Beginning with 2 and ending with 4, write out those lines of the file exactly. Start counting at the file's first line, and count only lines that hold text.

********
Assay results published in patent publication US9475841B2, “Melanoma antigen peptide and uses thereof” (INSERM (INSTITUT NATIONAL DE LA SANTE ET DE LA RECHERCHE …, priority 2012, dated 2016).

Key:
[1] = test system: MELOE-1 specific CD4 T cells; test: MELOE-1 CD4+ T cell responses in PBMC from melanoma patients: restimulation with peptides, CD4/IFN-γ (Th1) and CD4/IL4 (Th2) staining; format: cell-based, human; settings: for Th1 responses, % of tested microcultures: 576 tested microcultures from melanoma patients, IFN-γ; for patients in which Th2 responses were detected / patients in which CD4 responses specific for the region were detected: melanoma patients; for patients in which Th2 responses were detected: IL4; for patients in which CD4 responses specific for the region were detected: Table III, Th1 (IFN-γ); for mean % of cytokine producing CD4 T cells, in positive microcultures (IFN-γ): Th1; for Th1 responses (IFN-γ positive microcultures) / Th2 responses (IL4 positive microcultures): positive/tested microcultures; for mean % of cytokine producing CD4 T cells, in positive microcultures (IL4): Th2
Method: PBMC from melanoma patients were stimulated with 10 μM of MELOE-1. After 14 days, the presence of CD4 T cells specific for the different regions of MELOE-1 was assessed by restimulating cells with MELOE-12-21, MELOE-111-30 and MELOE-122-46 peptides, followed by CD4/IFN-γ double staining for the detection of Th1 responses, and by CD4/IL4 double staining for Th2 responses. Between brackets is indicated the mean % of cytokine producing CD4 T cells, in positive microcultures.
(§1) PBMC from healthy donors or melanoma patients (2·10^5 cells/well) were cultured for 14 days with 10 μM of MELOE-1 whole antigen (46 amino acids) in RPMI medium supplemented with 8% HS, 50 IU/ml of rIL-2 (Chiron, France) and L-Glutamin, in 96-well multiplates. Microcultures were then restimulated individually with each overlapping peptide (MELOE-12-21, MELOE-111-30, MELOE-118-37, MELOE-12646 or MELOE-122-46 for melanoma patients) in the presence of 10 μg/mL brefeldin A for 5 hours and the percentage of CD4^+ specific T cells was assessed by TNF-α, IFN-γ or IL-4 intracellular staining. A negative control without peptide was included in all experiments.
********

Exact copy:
Key:
[1] = test system: MELOE-1 specific CD4 T cells; test: MELOE-1 CD4+ T cell responses in PBMC from melanoma patients: restimulation with peptides, CD4/IFN-γ (Th1) and CD4/IL4 (Th2) staining; format: cell-based, human; settings: for Th1 responses, % of tested microcultures: 576 tested microcultures from melanoma patients, IFN-γ; for patients in which Th2 responses were detected / patients in which CD4 responses specific for the region were detected: melanoma patients; for patients in which Th2 responses were detected: IL4; for patients in which CD4 responses specific for the region were detected: Table III, Th1 (IFN-γ); for mean % of cytokine producing CD4 T cells, in positive microcultures (IFN-γ): Th1; for Th1 responses (IFN-γ positive microcultures) / Th2 responses (IL4 positive microcultures): positive/tested microcultures; for mean % of cytokine producing CD4 T cells, in positive microcultures (IL4): Th2
Method: PBMC from melanoma patients were stimulated with 10 μM of MELOE-1. After 14 days, the presence of CD4 T cells specific for the different regions of MELOE-1 was assessed by restimulating cells with MELOE-12-21, MELOE-111-30 and MELOE-122-46 peptides, followed by CD4/IFN-γ double staining for the detection of Th1 responses, and by CD4/IL4 double staining for Th2 responses. Between brackets is indicated the mean % of cytokine producing CD4 T cells, in positive microcultures.